Can we then say that these “empirical truths” also characterise the newer democracies of Central Eastern Europe? Yes and no. In a recent study that compares which kinds of parties get into government in Western Europe, as well as, Central and Eastern Europe (CEE), it is shown that although electoral success matters in both regions, there still are some important differences. These differences relate directly or indirectly to the party systems and its constitutive constituent units – the individual political parties. The Figure below illustrates the differences between Western and Eastern Europe.
Figure: Effect of selected factors on the likelihood of a party entering a coalition government following an election in Western and Eastern Europe
Note: The charts show the effect of (selected) predictors on the likelihood of getting into government in Western Europe and Central-Eastern Europe 1990-2009. The effects of the predictors are expressed as odds ratios with 95 per cent confidence intervals. An odds ratio of 1 (shown by the dotted line) indicates no effect; while an odds ratio above 1 indicates that there is an increase in the likelihood of getting into government when the predictor is present or increases by one unit. An odds ratio below 1 indicates that there is a decrease in the likelihood of getting into government. Theoretical range for continuous predictors that are not percentages: Left-right distance 0-200; Electoral volatility 0-100.
First of all, political parties in Central and Eastern Europe are usually seen as weaker or lacking in cohesion and party discipline compared to their Western counterparts, with both members of parliament shifting partisan affiliations and a higher emergence of new parties (genially new as well as party splits and mergers). Secondly, the parties do not compete over left-right policies to the same extent, but instead on their ability to govern (and occasionally even being the least corrupt). From this, it follows that most Central and Eastern European countries have unusually high electoral volatility. That is, voters tend to switch between parties they vote for between elections to a much greater extent than in Western Europe.
Another feature of most post-Communist states is the rift that exists between parties originating in the old communist regime and those that emerged in opposition to the regime. Thus, political parties of the left and centre-left may be limited in their willingness and ability to enter coalitions with Communist successor parties due to their historical legacies and the high electoral costs that may be a result of such allegiances. Even though they may be ideal partners when it comes to the policies they wish to implement, some coalitions may not be feasible due to old divides from the communist past.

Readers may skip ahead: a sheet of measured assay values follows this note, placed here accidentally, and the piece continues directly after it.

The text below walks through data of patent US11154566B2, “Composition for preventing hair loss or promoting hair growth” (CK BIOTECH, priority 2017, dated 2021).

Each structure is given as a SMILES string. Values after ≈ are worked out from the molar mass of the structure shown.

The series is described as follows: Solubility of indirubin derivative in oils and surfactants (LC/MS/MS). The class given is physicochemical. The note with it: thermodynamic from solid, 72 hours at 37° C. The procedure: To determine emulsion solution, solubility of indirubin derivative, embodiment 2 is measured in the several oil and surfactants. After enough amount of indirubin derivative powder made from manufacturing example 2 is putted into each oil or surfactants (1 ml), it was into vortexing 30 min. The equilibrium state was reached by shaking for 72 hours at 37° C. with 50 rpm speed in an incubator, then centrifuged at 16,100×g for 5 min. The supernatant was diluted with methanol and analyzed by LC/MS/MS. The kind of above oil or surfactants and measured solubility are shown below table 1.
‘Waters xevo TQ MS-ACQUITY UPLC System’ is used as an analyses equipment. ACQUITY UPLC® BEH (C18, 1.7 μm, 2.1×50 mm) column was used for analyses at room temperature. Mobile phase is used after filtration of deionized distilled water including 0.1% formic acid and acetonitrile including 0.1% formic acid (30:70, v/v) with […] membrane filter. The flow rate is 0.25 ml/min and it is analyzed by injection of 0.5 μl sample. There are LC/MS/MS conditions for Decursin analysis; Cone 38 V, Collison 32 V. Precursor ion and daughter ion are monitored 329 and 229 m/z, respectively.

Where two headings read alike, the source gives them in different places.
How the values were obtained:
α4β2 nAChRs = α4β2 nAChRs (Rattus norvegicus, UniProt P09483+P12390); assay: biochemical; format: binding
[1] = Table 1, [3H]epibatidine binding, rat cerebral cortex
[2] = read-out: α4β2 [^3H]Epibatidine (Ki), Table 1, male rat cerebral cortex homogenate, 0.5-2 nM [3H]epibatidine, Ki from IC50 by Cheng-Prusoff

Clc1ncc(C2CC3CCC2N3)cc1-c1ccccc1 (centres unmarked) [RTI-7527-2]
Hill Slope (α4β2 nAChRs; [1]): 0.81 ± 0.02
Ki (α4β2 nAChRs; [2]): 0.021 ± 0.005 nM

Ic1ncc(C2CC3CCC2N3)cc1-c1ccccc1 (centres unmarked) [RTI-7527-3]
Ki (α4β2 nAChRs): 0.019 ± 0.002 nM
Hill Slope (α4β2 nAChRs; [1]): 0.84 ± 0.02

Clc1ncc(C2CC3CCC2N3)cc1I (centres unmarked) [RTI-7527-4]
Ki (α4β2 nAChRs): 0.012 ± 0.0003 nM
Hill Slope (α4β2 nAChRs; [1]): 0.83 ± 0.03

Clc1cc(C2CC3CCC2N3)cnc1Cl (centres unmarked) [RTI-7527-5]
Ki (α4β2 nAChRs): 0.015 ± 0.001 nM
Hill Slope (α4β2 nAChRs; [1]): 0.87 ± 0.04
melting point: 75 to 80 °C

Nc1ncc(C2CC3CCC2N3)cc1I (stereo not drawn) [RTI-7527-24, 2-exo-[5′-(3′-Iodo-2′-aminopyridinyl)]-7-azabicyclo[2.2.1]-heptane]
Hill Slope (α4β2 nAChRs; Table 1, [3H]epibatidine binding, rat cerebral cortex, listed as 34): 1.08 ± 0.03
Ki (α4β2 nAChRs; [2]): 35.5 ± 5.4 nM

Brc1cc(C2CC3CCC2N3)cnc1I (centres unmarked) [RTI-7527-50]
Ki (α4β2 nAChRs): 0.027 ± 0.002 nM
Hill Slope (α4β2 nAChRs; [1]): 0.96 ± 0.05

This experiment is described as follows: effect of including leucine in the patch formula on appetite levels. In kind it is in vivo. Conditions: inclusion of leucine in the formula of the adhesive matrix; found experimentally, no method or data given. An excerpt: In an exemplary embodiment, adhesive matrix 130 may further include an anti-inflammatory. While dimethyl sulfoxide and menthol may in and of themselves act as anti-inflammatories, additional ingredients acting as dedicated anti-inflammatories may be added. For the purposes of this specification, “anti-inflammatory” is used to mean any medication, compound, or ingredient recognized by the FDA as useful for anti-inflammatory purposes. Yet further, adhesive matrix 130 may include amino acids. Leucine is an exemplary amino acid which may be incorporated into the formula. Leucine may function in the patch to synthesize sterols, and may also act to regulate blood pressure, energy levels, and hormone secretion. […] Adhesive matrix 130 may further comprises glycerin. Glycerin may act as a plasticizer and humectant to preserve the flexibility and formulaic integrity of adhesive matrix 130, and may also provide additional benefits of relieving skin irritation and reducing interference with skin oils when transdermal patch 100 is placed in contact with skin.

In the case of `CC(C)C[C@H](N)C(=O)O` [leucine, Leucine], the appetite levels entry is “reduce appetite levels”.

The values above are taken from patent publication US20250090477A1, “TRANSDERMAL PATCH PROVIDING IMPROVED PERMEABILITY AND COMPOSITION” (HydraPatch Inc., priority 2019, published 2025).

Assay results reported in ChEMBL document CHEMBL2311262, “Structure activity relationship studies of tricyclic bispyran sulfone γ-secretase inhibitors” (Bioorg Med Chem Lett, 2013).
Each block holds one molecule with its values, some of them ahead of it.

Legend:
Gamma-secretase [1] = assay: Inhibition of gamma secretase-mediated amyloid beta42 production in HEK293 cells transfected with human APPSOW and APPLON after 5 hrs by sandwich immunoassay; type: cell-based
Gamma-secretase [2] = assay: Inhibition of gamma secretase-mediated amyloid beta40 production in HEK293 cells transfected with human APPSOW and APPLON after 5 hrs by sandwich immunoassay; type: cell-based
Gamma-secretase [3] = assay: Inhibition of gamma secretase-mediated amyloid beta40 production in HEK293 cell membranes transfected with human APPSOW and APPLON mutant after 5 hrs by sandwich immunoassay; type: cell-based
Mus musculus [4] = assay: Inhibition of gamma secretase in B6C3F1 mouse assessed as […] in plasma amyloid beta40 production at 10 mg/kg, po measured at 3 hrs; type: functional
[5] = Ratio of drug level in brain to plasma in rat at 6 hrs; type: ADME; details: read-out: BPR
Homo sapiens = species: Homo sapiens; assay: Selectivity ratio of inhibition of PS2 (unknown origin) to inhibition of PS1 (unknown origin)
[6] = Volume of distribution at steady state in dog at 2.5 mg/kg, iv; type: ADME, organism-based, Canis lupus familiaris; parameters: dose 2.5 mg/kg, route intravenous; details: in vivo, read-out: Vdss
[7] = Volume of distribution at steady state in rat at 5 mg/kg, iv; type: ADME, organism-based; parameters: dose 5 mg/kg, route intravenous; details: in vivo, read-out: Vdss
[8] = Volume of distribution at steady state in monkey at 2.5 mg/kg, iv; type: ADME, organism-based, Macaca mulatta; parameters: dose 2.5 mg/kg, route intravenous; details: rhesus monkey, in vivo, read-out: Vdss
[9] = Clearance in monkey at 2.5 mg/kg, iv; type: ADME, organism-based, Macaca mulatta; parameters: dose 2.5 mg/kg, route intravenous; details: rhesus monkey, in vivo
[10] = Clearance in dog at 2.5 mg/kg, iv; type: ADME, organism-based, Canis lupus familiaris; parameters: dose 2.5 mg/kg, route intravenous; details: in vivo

All of these differences play a role in which parties get into government in Central and Eastern European countries. Policy similarities in terms of left-right do not seem to play the same role as in Western Europe, and Communist successor parties are usually not invited to join governments. However, there are still some easily observable similarities with Western Europe. Wining pays. Significant seat gains in the most recent election, as well as being the most successful (the largest) party, increases the likelihood of getting into government in both Western and Central and Eastern Europe. Still, with regards to the first two decades of democratic regimes in the region, few of the established findings on government formation in the West can be directly transferred to Central and Eastern Europe.
Nonetheless, things are changing. Since democratisation, political parties have gained more stable positions and Communist successor parties are not the pariah that they used to be. The party systems in some countries (Hungary, Slovenia, Estonia, and the Czech Republic) have consolidated, but are still rather volatile in other countries (Poland, Lithuania and Latvia). At the same time, party systems in West European countries have become more volatile, electoral shifts have become more pronounced, the difference between mainstream parties’ policy positions has become narrower, and the number of feasible coalitions has expanded over time. In the end, the general differences between which kinds of parties get into government between older and newer democracies in Europe may turn out to be temporary.
This article was originally published at the London School of Economics’ EUROPP blog.